Children are only separated from their peers with the proper authorisation, safely, in line with their individual needs, for appropriate reasons and not as a punishment.

19. Children are only separated from others or removed from their normal location with the proper authorisation and are located for appropriate reasons. Separation is not used as a punishment.

The following indicators describe evidence that may show this expectation being met, but do not exclude other ways of achieving it.

  • There is a clear strategy in place for the use of all forms of separation.
  • The use of separation and segregation on normal location and in specialist units is appropriately authorised, monitored by senior staff and analysed for patterns and trends.
  • Health care staff promptly assess all separated and segregated children and contribute to care planning.
  • Segregation and separation is used only as a last resort after other alternatives have been considered. It is used for the shortest time possible.
  • Children at risk of suicide or self-harm are only segregated in clearly documented, exceptional circumstances.
  • Children are not separated as a punishment and the decision to separate them is for justifiable reasons, authorised properly and recorded.
  • Children are given the reasons for their separation in a format and language they understand.
  • Children and their parents, carers or outside workers can make representations to a senior manager before they are separated in specialist units or on normal location.

Cross reference with: equality and diversity; safeguarding of children; security.

20. Children whose behaviour requires them to be temporarily separated from others are located in a suitable environment where their individual needs are fully met.

The following indicators describe evidence that may show this expectation being met, but do not exclude other ways of achieving it.

  • Children temporarily separated from normal location have regular and meaningful contact with staff. They are able to have meals and continue their education and other activities outside their cell, within the restrictions of their temporary environment.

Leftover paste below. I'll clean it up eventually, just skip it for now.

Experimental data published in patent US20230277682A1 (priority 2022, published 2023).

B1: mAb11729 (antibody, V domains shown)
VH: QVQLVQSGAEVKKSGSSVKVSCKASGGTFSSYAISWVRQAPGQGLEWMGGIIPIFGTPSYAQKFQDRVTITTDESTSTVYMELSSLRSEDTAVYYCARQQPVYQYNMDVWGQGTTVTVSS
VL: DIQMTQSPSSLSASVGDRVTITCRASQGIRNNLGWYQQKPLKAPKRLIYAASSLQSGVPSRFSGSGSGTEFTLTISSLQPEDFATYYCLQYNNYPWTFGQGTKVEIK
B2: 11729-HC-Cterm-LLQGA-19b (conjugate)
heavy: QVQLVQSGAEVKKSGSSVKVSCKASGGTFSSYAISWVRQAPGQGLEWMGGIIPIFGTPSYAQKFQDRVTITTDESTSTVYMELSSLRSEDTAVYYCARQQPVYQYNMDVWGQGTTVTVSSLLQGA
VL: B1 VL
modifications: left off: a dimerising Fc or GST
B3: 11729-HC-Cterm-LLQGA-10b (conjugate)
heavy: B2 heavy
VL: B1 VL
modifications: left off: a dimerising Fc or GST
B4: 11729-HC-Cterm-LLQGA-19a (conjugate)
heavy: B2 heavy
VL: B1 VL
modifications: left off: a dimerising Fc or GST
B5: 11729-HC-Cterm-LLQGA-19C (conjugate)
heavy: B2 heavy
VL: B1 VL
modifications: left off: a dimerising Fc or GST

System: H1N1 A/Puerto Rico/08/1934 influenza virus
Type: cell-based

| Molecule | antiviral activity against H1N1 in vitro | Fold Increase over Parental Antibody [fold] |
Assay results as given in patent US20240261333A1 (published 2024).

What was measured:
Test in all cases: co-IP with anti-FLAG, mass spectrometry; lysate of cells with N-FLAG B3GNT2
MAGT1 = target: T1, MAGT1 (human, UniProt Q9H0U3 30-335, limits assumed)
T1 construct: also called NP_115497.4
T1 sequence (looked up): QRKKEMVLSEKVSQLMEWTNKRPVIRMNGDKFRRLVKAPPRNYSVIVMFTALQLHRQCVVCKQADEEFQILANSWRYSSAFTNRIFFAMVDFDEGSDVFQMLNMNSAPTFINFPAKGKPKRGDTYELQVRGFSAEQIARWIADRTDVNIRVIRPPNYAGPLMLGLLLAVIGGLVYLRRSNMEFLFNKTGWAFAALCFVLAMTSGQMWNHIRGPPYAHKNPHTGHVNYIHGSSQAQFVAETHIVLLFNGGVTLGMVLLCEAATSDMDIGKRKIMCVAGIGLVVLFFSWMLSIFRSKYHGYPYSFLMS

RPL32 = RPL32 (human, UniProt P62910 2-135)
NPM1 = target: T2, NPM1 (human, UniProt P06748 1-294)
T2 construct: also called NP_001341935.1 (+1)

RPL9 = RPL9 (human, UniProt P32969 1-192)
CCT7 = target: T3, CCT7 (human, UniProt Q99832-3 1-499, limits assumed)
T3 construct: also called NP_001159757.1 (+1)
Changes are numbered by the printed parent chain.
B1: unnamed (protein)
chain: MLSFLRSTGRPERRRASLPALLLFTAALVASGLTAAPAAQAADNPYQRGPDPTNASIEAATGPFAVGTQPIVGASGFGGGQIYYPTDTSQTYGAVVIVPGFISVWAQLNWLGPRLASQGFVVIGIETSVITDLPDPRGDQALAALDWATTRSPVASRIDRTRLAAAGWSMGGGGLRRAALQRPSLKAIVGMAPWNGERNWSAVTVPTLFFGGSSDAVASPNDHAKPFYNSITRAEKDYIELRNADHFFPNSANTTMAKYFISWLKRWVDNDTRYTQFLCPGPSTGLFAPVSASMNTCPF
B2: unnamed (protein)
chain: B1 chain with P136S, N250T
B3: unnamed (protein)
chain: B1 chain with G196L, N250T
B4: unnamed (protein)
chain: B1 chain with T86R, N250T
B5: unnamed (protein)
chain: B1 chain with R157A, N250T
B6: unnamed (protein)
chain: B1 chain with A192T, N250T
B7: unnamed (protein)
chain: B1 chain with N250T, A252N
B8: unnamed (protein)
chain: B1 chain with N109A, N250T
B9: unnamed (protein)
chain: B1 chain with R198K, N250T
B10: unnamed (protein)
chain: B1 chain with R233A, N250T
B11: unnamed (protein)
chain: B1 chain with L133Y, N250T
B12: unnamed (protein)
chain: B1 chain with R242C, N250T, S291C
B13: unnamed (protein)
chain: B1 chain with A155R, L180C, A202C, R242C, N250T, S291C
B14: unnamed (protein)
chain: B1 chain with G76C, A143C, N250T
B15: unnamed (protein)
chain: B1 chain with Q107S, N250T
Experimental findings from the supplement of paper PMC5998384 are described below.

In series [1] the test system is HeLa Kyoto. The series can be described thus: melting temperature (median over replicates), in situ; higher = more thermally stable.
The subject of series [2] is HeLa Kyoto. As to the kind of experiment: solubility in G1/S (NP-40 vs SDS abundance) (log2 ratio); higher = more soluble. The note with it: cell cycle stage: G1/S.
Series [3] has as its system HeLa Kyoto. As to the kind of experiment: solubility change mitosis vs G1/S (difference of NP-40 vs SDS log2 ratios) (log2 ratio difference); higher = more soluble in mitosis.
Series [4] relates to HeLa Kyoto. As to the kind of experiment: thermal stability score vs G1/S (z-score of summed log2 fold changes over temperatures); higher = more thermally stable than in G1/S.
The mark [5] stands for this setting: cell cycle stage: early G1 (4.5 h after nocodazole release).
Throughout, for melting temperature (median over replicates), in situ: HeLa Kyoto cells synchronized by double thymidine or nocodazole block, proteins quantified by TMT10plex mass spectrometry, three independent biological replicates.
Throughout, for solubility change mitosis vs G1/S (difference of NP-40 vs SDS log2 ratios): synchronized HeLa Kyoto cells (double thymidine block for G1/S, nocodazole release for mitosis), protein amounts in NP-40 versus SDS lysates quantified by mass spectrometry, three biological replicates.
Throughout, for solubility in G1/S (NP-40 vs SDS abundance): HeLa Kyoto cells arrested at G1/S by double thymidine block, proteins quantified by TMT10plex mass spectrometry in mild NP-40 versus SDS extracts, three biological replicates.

• Children are never subjected to a regime that amounts to solitary confinement.1
  • Children separated in specialist units or on normal location have a plan which ensures that their time is spent addressing their problematic behaviour. The contents of plans are always properly linked to any other existing plans involving that child.
  • Specialist units are decent, clean and meet the needs of children.
  • Staff are vigilant in detecting signs of decline in emotional and mental well-being.
  • Children have meaningful conversations with a range of staff every day, including the opportunity to speak in confidence with a senior manager, a health care professional and a chaplain.
  • Those who are temporarily removed from mainstream activities can access equivalent activity to their non-segregated peers, including time in the open air.
  • Children have sufficient activities to occupy and stimulate them in their cells.
  • Children relocated to specialist units are not strip-searched unless there is sufficient specific intelligence and proper authorisation.
  • Children are separated for the shortest possible period before being reintegrated to a normal regime.
  • Reviews are held regularly and involve the child and all relevant staff.
  • Parents/carers and relevant professionals, including social workers, youth offending team (YOT) workers and advocates, are engaged where appropriate.
  • Data is used effectively to identify and minimise risks to the safety of children and staff.

Cross reference with: education, skills and work activities; safeguarding of children; health services.

1 The United Nations Standard Minimum Rules for the treatment of prisoners define solitary confinement as confinement ‘for 22 hours or more a day without meaningful human contact’.

Human rights standards

In relation to expectations 19 and 20: As with any restrictions imposed on people already deprived of their liberty, human rights standards require that segregation or separation (or any practice which isolates children) must only be used when absolutely necessary, for the shortest possible time, and be proportionate to the legitimate objective for which they are imposed. Because of the harm that can be caused by segregation and separation, specific and additional safeguards also need to be in place. Children, wherever located, should not be subject to solitary confinement. See CRC 3, 37(a); HR 12, 67; ERJO 93, 95.3; SMR 43–46; ECHR 3; ICCPR 7; CAT 1, 2, 16. See also CRC CO 79(f) and SRT 44, 86(d).

See also standards relating to security.